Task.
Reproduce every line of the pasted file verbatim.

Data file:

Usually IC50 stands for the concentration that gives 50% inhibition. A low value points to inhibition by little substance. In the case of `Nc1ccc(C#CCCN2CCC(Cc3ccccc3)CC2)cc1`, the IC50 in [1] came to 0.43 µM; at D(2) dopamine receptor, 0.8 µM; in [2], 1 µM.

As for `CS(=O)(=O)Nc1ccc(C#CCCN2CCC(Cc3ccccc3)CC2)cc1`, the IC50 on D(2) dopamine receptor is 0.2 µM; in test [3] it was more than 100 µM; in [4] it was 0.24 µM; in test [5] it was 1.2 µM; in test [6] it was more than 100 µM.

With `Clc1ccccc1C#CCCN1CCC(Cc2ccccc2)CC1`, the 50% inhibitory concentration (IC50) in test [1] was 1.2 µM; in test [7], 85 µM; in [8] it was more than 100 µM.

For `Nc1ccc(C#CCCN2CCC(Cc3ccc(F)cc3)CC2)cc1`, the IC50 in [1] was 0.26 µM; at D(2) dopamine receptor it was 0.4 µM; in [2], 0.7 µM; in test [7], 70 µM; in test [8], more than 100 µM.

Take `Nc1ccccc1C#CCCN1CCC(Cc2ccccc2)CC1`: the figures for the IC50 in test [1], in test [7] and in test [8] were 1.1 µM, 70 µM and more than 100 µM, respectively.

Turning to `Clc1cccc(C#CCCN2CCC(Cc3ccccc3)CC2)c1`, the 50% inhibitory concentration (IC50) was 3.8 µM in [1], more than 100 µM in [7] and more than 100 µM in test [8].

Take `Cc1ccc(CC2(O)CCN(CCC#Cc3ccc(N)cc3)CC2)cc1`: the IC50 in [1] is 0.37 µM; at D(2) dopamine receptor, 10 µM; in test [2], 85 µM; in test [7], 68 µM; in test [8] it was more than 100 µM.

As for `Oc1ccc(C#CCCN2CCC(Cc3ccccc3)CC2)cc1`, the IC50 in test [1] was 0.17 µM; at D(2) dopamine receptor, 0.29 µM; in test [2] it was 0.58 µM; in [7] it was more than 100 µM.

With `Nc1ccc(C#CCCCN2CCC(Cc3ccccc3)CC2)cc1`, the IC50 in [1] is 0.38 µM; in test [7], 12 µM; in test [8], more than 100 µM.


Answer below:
Usually IC50 stands for the concentration that gives 50% inhibition. A low value points to inhibition by little substance. In the case of `Nc1ccc(C#CCCN2CCC(Cc3ccccc3)CC2)cc1`, the IC50 in [1] came to 0.43 µM; at D(2) dopamine receptor, 0.8 µM; in [2], 1 µM.

As for `CS(=O)(=O)Nc1ccc(C#CCCN2CCC(Cc3ccccc3)CC2)cc1`, the IC50 on D(2) dopamine receptor is 0.2 µM; in test [3] it was more than 100 µM; in [4] it was 0.24 µM; in test [5] it was 1.2 µM; in test [6] it was more than 100 µM.

With `Clc1ccccc1C#CCCN1CCC(Cc2ccccc2)CC1`, the 50% inhibitory concentration (IC50) in test [1] was 1.2 µM; in test [7], 85 µM; in [8] it was more than 100 µM.

For `Nc1ccc(C#CCCN2CCC(Cc3ccc(F)cc3)CC2)cc1`, the IC50 in [1] was 0.26 µM; at D(2) dopamine receptor it was 0.4 µM; in [2], 0.7 µM; in test [7], 70 µM; in test [8], more than 100 µM.

Take `Nc1ccccc1C#CCCN1CCC(Cc2ccccc2)CC1`: the figures for the IC50 in test [1], in test [7] and in test [8] were 1.1 µM, 70 µM and more than 100 µM, respectively.

Turning to `Clc1cccc(C#CCCN2CCC(Cc3ccccc3)CC2)c1`, the 50% inhibitory concentration (IC50) was 3.8 µM in [1], more than 100 µM in [7] and more than 100 µM in test [8].

Take `Cc1ccc(CC2(O)CCN(CCC#Cc3ccc(N)cc3)CC2)cc1`: the IC50 in [1] is 0.37 µM; at D(2) dopamine receptor, 10 µM; in test [2], 85 µM; in test [7], 68 µM; in test [8] it was more than 100 µM.

As for `Oc1ccc(C#CCCN2CCC(Cc3ccccc3)CC2)cc1`, the IC50 in test [1] was 0.17 µM; at D(2) dopamine receptor, 0.29 µM; in test [2] it was 0.58 µM; in [7] it was more than 100 µM.

With `Nc1ccc(C#CCCCN2CCC(Cc3ccccc3)CC2)cc1`, the IC50 in [1] is 0.38 µM; in test [7], 12 µM; in test [8], more than 100 µM.